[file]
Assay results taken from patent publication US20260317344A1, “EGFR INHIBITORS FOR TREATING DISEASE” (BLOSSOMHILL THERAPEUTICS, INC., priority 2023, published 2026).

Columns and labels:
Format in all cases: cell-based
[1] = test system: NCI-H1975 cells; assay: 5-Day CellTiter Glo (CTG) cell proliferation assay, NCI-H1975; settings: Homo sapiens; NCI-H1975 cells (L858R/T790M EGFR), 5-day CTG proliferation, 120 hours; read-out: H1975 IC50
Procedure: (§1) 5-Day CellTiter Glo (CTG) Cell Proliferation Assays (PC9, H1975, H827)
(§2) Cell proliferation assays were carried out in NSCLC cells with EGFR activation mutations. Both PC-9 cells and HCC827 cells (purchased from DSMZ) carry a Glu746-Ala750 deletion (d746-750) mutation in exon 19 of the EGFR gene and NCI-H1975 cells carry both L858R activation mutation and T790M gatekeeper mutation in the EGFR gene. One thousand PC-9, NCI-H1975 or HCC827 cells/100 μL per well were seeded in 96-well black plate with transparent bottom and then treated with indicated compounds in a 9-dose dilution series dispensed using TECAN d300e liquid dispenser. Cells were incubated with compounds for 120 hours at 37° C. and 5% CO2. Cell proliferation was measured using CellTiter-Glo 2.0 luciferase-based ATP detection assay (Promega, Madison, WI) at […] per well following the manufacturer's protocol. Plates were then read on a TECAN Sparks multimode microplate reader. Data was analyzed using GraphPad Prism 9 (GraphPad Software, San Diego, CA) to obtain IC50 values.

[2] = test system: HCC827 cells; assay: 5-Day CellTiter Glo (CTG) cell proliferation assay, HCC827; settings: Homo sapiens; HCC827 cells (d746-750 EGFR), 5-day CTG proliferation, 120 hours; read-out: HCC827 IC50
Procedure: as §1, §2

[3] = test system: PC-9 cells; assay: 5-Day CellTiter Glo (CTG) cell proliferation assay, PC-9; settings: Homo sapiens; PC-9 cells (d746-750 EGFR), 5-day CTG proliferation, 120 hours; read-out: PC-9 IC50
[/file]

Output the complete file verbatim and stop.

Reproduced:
Assay results taken from patent publication US20260317344A1, “EGFR INHIBITORS FOR TREATING DISEASE” (BLOSSOMHILL THERAPEUTICS, INC., priority 2023, published 2026).

Columns and labels:
Format in all cases: cell-based
[1] = test system: NCI-H1975 cells; assay: 5-Day CellTiter Glo (CTG) cell proliferation assay, NCI-H1975; settings: Homo sapiens; NCI-H1975 cells (L858R/T790M EGFR), 5-day CTG proliferation, 120 hours; read-out: H1975 IC50
Procedure: (§1) 5-Day CellTiter Glo (CTG) Cell Proliferation Assays (PC9, H1975, H827)
(§2) Cell proliferation assays were carried out in NSCLC cells with EGFR activation mutations. Both PC-9 cells and HCC827 cells (purchased from DSMZ) carry a Glu746-Ala750 deletion (d746-750) mutation in exon 19 of the EGFR gene and NCI-H1975 cells carry both L858R activation mutation and T790M gatekeeper mutation in the EGFR gene. One thousand PC-9, NCI-H1975 or HCC827 cells/100 μL per well were seeded in 96-well black plate with transparent bottom and then treated with indicated compounds in a 9-dose dilution series dispensed using TECAN d300e liquid dispenser. Cells were incubated with compounds for 120 hours at 37° C. and 5% CO2. Cell proliferation was measured using CellTiter-Glo 2.0 luciferase-based ATP detection assay (Promega, Madison, WI) at […] per well following the manufacturer's protocol. Plates were then read on a TECAN Sparks multimode microplate reader. Data was analyzed using GraphPad Prism 9 (GraphPad Software, San Diego, CA) to obtain IC50 values.

[2] = test system: HCC827 cells; assay: 5-Day CellTiter Glo (CTG) cell proliferation assay, HCC827; settings: Homo sapiens; HCC827 cells (d746-750 EGFR), 5-day CTG proliferation, 120 hours; read-out: HCC827 IC50
Procedure: as §1, §2

[3] = test system: PC-9 cells; assay: 5-Day CellTiter Glo (CTG) cell proliferation assay, PC-9; settings: Homo sapiens; PC-9 cells (d746-750 EGFR), 5-day CTG proliferation, 120 hours; read-out: PC-9 IC50